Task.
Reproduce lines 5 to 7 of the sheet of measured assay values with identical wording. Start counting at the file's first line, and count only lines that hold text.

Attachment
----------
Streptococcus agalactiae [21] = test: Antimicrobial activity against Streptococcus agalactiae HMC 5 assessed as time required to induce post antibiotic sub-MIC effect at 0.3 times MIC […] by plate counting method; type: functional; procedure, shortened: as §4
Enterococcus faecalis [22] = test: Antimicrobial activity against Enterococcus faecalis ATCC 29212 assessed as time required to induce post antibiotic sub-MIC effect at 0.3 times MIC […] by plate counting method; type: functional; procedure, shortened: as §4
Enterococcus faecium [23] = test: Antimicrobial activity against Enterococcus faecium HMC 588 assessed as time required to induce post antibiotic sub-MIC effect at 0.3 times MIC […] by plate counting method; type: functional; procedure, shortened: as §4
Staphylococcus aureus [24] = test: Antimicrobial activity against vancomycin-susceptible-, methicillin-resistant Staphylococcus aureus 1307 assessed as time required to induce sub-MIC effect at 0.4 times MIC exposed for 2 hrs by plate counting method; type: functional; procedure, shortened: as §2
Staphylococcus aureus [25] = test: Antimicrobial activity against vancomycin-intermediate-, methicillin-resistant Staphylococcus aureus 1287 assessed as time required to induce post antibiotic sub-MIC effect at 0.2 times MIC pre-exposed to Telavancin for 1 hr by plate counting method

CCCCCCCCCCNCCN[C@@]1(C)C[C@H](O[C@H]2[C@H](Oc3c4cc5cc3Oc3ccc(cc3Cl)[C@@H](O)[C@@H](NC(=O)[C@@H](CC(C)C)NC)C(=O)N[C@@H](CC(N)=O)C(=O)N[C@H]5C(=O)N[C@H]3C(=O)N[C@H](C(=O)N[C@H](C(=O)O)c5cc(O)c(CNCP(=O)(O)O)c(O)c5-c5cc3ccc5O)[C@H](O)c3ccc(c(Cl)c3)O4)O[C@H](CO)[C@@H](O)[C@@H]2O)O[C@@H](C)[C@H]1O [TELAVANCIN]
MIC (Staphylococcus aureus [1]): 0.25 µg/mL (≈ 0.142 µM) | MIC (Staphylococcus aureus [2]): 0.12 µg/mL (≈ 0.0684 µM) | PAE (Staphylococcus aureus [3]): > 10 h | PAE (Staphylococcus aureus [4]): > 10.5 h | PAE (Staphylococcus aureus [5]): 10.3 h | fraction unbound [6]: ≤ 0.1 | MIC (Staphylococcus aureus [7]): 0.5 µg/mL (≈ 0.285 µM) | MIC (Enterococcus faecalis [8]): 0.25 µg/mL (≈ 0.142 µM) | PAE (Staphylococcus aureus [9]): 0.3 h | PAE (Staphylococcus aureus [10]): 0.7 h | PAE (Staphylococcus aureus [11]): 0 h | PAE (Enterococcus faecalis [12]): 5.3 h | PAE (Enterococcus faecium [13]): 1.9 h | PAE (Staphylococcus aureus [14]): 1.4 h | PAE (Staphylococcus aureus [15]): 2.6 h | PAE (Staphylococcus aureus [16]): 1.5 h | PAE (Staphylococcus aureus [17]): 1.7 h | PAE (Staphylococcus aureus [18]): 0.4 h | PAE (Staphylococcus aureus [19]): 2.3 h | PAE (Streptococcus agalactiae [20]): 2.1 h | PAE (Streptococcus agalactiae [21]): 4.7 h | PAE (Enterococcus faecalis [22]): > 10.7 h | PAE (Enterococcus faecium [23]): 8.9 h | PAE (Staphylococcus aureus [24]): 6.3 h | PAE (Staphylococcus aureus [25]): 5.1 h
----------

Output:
Staphylococcus aureus [25] = test: Antimicrobial activity against vancomycin-intermediate-, methicillin-resistant Staphylococcus aureus 1287 assessed as time required to induce post antibiotic sub-MIC effect at 0.2 times MIC pre-exposed to Telavancin for 1 hr by plate counting method

CCCCCCCCCCNCCN[C@@]1(C)C[C@H](O[C@H]2[C@H](Oc3c4cc5cc3Oc3ccc(cc3Cl)[C@@H](O)[C@@H](NC(=O)[C@@H](CC(C)C)NC)C(=O)N[C@@H](CC(N)=O)C(=O)N[C@H]5C(=O)N[C@H]3C(=O)N[C@H](C(=O)N[C@H](C(=O)O)c5cc(O)c(CNCP(=O)(O)O)c(O)c5-c5cc3ccc5O)[C@H](O)c3ccc(c(Cl)c3)O4)O[C@H](CO)[C@@H](O)[C@@H]2O)O[C@@H](C)[C@H]1O [TELAVANCIN]
MIC (Staphylococcus aureus [1]): 0.25 µg/mL (≈ 0.142 µM) | MIC (Staphylococcus aureus [2]): 0.12 µg/mL (≈ 0.0684 µM) | PAE (Staphylococcus aureus [3]): > 10 h | PAE (Staphylococcus aureus [4]): > 10.5 h | PAE (Staphylococcus aureus [5]): 10.3 h | fraction unbound [6]: ≤ 0.1 | MIC (Staphylococcus aureus [7]): 0.5 µg/mL (≈ 0.285 µM) | MIC (Enterococcus faecalis [8]): 0.25 µg/mL (≈ 0.142 µM) | PAE (Staphylococcus aureus [9]): 0.3 h | PAE (Staphylococcus aureus [10]): 0.7 h | PAE (Staphylococcus aureus [11]): 0 h | PAE (Enterococcus faecalis [12]): 5.3 h | PAE (Enterococcus faecium [13]): 1.9 h | PAE (Staphylococcus aureus [14]): 1.4 h | PAE (Staphylococcus aureus [15]): 2.6 h | PAE (Staphylococcus aureus [16]): 1.5 h | PAE (Staphylococcus aureus [17]): 1.7 h | PAE (Staphylococcus aureus [18]): 0.4 h | PAE (Staphylococcus aureus [19]): 2.3 h | PAE (Streptococcus agalactiae [20]): 2.1 h | PAE (Streptococcus agalactiae [21]): 4.7 h | PAE (Enterococcus faecalis [22]): > 10.7 h | PAE (Enterococcus faecium [23]): 8.9 h | PAE (Staphylococcus aureus [24]): 6.3 h | PAE (Staphylococcus aureus [25]): 5.1 h